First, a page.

MHL Repeal

Helmet Research

By December 10, 2010 July 16th, 2015 One Comment

Below is a summary of the various studies concerning helmet and helmet law effectiveness. We’ll be adding to this list regularly.

Helmet Efficacy

There is little doubt that helmets are good at what they are designed to do – limiting linear deceleration from low-speed impacts. The AS/NZS2063 standards for bike helmets require a helmet dropped from 1.5m to have an impact deceleration of less than 250g. That’s the equivalent of hitting the ground at a bit under 20 km/hr. Helmets are also good at limiting some lacerations, abrasions and other surface injuries – that’s about all.

What helmets aren’t good at is protecting the head during high-speed impacts – AS/NZS2063 explicitly states that bike helmets are not designed for use on motorcycles. There is no research to our knowledge that examines the efficacy of bike helmets in high-speed impacts and, based on the physics behind AS/NZS2063, it seems that a helmet would offer little protection from a collision with a motor vehicle travelling at 60 km/hr.

Deaths of cyclists due to road crashes (2006), ATSB Road Safety Report, Australian Transport Safety Bureau, Canberra.

Helmet Law Effectiveness

While helmets might be great at limiting head injury during low-speed impacts, there is little evidence to show that mandatory helmet laws make cycling safer. On the contrary, helmet laws may actually make cycling in general more dangerous.

No clear evidence from countries that have enforced the wearing of helmets

Safety in Numbers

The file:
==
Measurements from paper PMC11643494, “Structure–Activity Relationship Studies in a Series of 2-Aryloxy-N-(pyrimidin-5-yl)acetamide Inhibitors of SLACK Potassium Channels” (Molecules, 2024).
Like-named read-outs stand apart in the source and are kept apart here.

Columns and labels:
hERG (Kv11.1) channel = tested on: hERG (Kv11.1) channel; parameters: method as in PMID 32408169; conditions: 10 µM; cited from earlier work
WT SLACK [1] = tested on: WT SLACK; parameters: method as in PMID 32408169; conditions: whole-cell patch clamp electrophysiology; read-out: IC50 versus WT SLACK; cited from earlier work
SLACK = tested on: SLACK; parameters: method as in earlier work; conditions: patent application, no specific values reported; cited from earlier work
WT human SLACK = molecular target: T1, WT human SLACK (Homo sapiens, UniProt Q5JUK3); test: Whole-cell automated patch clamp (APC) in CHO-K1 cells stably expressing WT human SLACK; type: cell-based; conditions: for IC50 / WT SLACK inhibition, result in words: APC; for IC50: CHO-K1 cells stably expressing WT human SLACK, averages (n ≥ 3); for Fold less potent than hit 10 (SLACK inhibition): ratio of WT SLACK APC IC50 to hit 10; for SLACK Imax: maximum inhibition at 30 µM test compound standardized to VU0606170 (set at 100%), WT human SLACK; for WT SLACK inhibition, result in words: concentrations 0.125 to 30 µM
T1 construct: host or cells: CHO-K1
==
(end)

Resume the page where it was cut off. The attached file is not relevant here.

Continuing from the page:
One of the most important safety issues for cycling is the number of cyclists. Numerous studies from around the world have shown a strong inverse relationship between the number of cyclists and the risk of cycling. Put simply, doubling the number of cyclists makes cycling 30-50% safer, as fewer people drive and those motorists adapt their behaviour to the increased number of cyclists.

Helmet Laws and Cycling Levels

Whenever helmet laws have been introduced, cycling levels have decreased significantly. There are a number of reasons for this: cycling is perceived to be more dangerous if the law requires helmets to be worn; cycling, especially everyday/utility cycling, becomes less convenient if a helmet has to be worn and then carried around; some people find helmets uncomfortable, more so in hotter climates; some people don’t like ‘helmet hair’.

Mandatory helmet laws have also been widely recognised as being primarily responsible for the poor performance of the cycle-share schemes in Brisbane and Melbourne. Mexico City and Israel both repealed their helmet laws and their cycle-share schemes have performed better ever since.

Active Commuting to School and Cognitive Performance in Adolescents: The AVENA Study‘, Arch Pediatr Adolesc Med, Dec 2010

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